Despite unfavourable weather conditions at times, total global grains production (wheat, maize, barley, sorghum, oats, rye, millet, triticale and mixed grains) has reached unprecedented levels in recent years. Demand has soared to all-time peaks, with production exceeding 2 billion t in each of the past five seasons. This rise is largely driven by increasing food and animal feed consumption in Asia and Africa.
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Despite strong demand, a more than ample supply has seen grains stocks accumulate sharply, passing 0.6 billion t for the first time at the end of 2016/2017 (aggregate of respective local marketing years). Amid a comfortable supply and demand position, global export prices have come under sustained pressure, sometimes touching 10 year lows.
For the current 2017/2018 season, the International Grains Council (IGC) forecasts total grains production to be the second greatest in history, with a predicted 2% fall from the previous season’s record to 2.1 billion t. This is largely linked to a downturn in maize. With further peaks anticipated for food, feed and industrial uses, grains consumption is expected to surpass 2.1 billion t for the first time. Food demand is anticipated to continue to drive increases for wheat, while feed and industrial uses are expected to propel maize utilisation to a new high. Reflecting smaller availabilities and record consumption, the first global stocks drawdown in five years is foreseen, as a fall for maize is seen to outweigh the growth for wheat.
While a retreat in grains inventories is predicted, the world stocks-to-use ratio (a measure of the adequacy of supply relative to demand) is set to remain relatively comfortable at around 29% (30% previous year).
For wheat, the world harvest in 2017/2018 set a fresh record for the fifth year in a row, and with record stocks at the start of the season, total supply approached 1 billion t for the first time. Particularly noteworthy this season was a huge harvest in Russia, while crops in the US and Australia shrunk. Annual growth in food use of wheat has quickened in recent years as wheat-based foods become more popular in parts of Asia and Africa, partly replacing traditional staples, such as rice and maize. Amid ample availabilities, animal feeding of wheat has stayed strong and is set to be only a little below the prior season’s five year peak.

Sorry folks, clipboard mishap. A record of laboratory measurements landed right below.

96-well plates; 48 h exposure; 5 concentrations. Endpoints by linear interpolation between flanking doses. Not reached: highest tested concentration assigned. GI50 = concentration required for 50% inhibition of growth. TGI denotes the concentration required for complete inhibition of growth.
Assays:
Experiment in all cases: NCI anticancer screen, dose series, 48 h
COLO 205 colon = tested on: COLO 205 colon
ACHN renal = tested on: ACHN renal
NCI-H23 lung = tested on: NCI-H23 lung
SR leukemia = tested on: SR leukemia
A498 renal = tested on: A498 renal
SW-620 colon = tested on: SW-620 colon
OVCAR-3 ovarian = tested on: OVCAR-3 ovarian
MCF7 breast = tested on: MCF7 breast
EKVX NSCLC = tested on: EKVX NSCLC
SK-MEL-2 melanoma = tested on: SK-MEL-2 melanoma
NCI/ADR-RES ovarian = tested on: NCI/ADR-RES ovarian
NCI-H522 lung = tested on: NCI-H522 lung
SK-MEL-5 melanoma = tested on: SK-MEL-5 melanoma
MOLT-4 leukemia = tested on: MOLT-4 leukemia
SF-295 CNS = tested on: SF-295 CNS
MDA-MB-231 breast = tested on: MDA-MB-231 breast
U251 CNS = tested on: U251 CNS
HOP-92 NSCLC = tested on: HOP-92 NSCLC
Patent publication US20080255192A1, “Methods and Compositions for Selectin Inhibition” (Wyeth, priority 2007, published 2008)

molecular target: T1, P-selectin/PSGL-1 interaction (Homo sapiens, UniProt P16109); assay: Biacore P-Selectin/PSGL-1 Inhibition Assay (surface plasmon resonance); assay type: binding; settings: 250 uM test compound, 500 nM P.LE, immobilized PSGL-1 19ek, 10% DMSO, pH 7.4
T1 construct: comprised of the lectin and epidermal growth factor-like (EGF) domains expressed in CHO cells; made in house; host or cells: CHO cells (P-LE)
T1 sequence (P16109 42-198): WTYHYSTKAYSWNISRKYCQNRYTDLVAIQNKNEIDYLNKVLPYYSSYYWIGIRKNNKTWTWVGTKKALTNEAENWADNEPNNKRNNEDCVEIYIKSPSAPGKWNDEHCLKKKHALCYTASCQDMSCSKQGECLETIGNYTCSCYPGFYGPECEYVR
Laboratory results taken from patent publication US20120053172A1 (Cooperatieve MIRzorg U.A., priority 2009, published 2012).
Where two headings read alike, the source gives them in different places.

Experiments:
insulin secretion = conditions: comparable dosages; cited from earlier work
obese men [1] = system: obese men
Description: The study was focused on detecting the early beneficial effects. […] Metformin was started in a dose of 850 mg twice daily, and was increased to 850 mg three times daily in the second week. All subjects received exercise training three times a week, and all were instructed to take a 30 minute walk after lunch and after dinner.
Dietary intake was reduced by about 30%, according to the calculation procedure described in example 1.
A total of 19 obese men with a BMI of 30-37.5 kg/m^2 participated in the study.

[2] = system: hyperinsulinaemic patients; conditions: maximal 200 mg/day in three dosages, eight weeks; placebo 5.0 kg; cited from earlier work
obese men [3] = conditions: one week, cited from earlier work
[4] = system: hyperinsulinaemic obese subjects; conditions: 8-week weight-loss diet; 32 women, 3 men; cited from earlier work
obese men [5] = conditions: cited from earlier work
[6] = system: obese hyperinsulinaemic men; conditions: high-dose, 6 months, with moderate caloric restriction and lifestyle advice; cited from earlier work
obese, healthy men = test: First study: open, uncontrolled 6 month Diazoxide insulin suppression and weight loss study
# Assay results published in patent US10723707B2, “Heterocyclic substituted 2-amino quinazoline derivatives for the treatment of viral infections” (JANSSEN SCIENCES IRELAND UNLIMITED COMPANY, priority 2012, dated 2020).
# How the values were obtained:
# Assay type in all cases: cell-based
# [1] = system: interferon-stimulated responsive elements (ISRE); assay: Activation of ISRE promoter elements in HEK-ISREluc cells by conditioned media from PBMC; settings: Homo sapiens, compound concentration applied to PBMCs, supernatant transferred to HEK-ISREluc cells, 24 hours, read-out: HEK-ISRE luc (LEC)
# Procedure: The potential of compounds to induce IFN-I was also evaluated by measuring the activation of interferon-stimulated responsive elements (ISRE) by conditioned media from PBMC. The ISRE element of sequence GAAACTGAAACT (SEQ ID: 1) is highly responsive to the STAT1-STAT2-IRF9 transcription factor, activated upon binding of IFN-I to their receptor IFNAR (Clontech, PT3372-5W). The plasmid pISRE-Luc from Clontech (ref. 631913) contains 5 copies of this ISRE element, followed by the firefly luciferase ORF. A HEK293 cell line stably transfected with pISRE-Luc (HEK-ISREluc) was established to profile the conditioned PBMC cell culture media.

While falling short of the peak of last year, the world maize crop in 2017/2018 is expected to be the second biggest on record, with decent results from all of the major growers and exporters. However, a La Niña weather event represents a potential risk to the outlook, as this could result in drier than normal conditions for crops in Brazil and Argentina, where harvesting will begin in the first part of 2018. The ninth consecutive annual increase in world maize trade is projected in 2017/2018, to a new peak, including continued growth in shipments for use in feed sectors in Pacific Asia, as well as escalating purchases by Mexico.
As these have almost tripled over the past five years, Mexico could overtake Japan as the world’s single largest maize importer in 2017/2018.World consumption of maize is predicted to climb to an all-time high, fuelled by expanding animal feed and industrial processing (mainly for starch and ethanol). Although the US is set to remain by far the largest industrial user of grains, only a marginal year-on-year increase in uptake is expected as the US ethanol industry is already fulfilling local requirements for blending in fuel. This season’s projected growth in world industrial use is mostly driven by China, where government efforts to curb large stocks are helping to propel processing for starch and ethanol to new highs. After rising to unprecedented levels, the stimulation of consumption is expected to see China’s maize inventories at the end of 2017/2018 contract for the first time in more than a decade.
Chinese supply and demand
Assessing the supply and demand situation in China has long been a difficult task. While there has been some improvement in transparency in recent years, information on stocks remains a government secret. The exact size, quality and location of China’s grains inventories is therefore uncertain. While China’s internal market dynamics sometimes make purchases of grains from third countries attractive, imports have remained relatively small. Indeed, local support measures for farmers have sustained domestic output well above requirements and pushed grains stocks to burdensome levels. Such measures include guaranteed minimum prices and the abandonment of the temporary stockpiling programme for maize. Concurrently, new measures were introduced to stimulate maize demand, including the auctioning of existing stocks at low prices and subsidies for industrial processing. More recently, the Chinese government scaled back the minimum purchase price for wheat, the first price cut for that grain since the inception of the policy in 2004.
While the current global supply and demand situation for grains appears comfortable, how long can this situation continue? As grains stocks are expected to come down for the first time in five years in 2017/2018, are we now seeing signs of a turning point, with a tighter global grains supply and demand outlook in prospect?
Initial projections for the upcoming 2018/2019 season assume both a drop in world grains planted area and a retreat in average yields. While a relatively small fall in global production is predicted, remaining above 2 billion t for a sixth year, the outturn could again fall short of demand and lead to a further depletion of stocks. Once again, this is likely to be mainly linked to a fall in maize inventories in China, but reductions are anticipated elsewhere as well, including in the main exporters.
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